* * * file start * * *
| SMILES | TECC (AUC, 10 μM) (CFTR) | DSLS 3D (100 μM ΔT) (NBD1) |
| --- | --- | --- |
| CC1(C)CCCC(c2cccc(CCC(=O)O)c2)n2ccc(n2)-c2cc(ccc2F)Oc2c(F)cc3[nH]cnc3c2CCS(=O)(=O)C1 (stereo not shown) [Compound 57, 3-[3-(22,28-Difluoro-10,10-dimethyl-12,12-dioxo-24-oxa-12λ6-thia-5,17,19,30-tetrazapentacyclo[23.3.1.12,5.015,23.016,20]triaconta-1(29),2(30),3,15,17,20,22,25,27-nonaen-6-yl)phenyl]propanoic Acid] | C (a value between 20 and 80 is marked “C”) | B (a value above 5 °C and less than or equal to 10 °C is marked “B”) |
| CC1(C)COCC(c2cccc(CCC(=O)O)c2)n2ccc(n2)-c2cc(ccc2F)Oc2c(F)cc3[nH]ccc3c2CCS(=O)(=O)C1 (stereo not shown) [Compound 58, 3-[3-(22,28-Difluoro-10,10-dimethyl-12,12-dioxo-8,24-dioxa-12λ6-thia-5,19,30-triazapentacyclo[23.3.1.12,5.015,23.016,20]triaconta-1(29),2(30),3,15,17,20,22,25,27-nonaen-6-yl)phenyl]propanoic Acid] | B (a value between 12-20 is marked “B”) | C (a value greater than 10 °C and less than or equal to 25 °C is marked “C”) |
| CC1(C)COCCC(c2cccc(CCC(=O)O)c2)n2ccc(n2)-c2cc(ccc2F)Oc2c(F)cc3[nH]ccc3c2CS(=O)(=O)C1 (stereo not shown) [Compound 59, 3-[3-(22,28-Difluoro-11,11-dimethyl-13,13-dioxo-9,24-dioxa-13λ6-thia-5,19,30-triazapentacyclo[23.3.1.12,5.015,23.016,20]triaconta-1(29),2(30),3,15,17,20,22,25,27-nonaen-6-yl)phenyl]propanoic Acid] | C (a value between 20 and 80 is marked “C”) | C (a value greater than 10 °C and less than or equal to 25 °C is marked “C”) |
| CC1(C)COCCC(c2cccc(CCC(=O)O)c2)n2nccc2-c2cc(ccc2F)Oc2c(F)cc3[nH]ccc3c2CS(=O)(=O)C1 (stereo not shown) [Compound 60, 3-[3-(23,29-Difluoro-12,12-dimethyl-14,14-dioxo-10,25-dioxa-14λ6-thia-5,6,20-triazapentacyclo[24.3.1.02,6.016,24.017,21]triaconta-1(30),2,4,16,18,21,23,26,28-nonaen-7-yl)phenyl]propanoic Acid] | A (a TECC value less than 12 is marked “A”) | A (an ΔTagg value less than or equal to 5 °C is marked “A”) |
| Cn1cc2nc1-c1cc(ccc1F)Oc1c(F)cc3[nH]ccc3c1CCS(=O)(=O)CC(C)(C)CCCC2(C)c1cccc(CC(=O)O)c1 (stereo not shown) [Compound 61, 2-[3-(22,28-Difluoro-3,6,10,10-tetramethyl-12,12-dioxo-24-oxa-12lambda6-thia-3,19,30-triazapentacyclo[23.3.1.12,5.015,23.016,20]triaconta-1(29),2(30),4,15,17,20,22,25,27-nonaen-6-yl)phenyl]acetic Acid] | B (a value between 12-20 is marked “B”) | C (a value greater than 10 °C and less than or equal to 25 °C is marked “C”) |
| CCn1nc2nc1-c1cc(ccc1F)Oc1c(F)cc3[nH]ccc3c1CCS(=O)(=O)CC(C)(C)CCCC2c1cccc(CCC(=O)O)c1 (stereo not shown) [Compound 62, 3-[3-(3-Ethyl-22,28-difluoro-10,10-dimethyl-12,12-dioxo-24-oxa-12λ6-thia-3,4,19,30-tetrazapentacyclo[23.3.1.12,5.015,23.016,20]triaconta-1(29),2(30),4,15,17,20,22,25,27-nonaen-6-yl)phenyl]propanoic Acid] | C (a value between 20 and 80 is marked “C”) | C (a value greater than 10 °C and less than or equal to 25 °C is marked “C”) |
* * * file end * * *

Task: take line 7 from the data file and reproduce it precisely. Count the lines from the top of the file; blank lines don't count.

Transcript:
| Cn1cc2nc1-c1cc(ccc1F)Oc1c(F)cc3[nH]ccc3c1CCS(=O)(=O)CC(C)(C)CCCC2(C)c1cccc(CC(=O)O)c1 (stereo not shown) [Compound 61, 2-[3-(22,28-Difluoro-3,6,10,10-tetramethyl-12,12-dioxo-24-oxa-12lambda6-thia-3,19,30-triazapentacyclo[23.3.1.12,5.015,23.016,20]triaconta-1(29),2(30),4,15,17,20,22,25,27-nonaen-6-yl)phenyl]acetic Acid] | B (a value between 12-20 is marked “B”) | C (a value greater than 10 °C and less than or equal to 25 °C is marked “C”) |